Some broadsheet newspapers are physically huge. The average reading age (level of difficulty) for reading a broadsheet and understanding everything in it would be fourteen years, which means you would be able to follow everything. Broadsheets are only now beginning to embrace the possibilities for the use of colour in their papers. Traditionally they have been very black and white affairs, but are increasing the amount of photographs they publish.
The art of the reviewer is to give the reader just enough a suggestion of what it is you’re talking about, just enough to whet their appetite. If you check a Sunday newspaper, you can find reviews of motorcars, concerts, films, restaurants, even hotels! Nothing is too small, or too large to avoid being reviewed. You could be required to write a review of a favourite film of yours, or to write a blurb for the back of a novel.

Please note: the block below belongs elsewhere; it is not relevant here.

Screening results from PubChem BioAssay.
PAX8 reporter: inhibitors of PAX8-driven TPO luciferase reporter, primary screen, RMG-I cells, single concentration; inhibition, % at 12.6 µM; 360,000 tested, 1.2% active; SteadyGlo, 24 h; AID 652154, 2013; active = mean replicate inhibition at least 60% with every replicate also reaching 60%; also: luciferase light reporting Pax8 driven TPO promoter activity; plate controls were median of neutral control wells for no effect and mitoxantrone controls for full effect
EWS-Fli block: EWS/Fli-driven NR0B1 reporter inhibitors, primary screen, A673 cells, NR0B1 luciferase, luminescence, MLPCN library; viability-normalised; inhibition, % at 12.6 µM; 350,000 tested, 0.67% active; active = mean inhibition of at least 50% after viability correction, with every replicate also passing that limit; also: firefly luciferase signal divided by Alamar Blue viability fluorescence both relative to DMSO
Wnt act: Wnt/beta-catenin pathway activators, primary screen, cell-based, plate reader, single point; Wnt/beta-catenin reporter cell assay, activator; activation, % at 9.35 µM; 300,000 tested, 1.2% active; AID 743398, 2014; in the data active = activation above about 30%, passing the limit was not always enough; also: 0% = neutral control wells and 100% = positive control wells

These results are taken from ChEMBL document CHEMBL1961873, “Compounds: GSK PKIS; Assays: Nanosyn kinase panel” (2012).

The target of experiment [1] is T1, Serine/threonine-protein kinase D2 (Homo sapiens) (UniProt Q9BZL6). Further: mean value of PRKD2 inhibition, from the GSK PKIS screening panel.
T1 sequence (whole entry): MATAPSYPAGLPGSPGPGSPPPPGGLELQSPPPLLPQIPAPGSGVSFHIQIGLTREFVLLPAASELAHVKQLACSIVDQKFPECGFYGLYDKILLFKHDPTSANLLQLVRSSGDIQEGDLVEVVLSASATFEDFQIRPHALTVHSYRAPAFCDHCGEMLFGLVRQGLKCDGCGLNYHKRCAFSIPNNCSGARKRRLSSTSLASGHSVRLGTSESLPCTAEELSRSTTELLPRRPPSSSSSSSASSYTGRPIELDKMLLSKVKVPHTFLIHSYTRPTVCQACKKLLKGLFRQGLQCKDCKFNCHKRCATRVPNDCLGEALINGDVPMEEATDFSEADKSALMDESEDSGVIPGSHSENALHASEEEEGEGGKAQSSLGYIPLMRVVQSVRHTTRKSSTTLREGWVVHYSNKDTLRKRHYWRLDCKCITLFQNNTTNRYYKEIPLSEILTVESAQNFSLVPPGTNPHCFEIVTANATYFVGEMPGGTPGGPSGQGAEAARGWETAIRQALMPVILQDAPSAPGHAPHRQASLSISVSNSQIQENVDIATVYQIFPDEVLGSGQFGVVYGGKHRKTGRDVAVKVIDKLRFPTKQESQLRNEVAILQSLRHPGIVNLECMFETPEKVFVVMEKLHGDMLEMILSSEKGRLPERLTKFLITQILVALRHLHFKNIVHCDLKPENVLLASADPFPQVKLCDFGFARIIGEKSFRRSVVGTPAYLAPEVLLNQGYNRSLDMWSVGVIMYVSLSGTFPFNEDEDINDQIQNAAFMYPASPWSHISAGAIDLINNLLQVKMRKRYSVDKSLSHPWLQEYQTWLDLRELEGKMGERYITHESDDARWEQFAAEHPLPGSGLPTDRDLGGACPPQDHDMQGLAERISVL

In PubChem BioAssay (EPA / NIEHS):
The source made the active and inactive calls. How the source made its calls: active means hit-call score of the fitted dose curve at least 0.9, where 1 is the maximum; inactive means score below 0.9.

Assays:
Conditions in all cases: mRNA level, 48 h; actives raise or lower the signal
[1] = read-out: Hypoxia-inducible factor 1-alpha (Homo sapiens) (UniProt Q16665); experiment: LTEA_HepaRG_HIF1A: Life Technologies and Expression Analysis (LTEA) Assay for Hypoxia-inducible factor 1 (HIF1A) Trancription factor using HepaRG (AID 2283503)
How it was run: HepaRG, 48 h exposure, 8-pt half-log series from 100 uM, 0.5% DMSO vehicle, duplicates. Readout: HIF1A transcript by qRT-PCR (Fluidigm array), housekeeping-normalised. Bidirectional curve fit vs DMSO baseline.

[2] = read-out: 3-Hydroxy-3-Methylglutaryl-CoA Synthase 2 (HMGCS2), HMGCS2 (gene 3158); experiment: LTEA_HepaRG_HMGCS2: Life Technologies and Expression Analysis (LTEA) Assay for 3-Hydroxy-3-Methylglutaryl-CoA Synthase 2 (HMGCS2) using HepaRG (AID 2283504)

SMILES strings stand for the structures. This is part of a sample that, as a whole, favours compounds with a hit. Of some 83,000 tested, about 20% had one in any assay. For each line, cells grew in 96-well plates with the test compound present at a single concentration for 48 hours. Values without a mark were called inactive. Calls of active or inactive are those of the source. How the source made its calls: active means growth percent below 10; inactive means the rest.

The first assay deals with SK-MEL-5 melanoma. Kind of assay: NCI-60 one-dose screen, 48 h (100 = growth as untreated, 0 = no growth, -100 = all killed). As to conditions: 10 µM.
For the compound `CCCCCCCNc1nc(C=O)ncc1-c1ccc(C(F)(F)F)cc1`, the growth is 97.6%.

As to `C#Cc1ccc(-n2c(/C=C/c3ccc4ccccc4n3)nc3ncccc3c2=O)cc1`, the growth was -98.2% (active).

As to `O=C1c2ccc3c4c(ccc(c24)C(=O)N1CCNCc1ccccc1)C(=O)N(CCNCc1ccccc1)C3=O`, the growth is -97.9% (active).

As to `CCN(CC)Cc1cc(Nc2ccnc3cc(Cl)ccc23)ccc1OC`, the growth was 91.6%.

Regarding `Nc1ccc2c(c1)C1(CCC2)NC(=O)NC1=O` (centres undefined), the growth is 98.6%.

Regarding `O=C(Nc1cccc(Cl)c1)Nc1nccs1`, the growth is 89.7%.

Unlike a report, which is essentially factual, a review gives you far more scope to let your opinions and feelings known. You can say what you liked or disliked about what you’re reviewing, and that is almost important as a factual description of what you’re reviewing. You can create either a very positive or negative impression on your reader by the tone and language you use. You should assume that your reader has a general interest in the area, but may not be familiar with exactly what you’re going to tell them about.
It is easy to criticise something, and often after saying how bad something is, you will find yourself repeating your verdict without informing the reader of why, how or what was bad about it. If you are still looking to fill space, try constructive criticism. Any reviewer can pronounce whether something is good or bad; only the inspired reviewer can point out what was done well, and conversely, what opportunities were lost.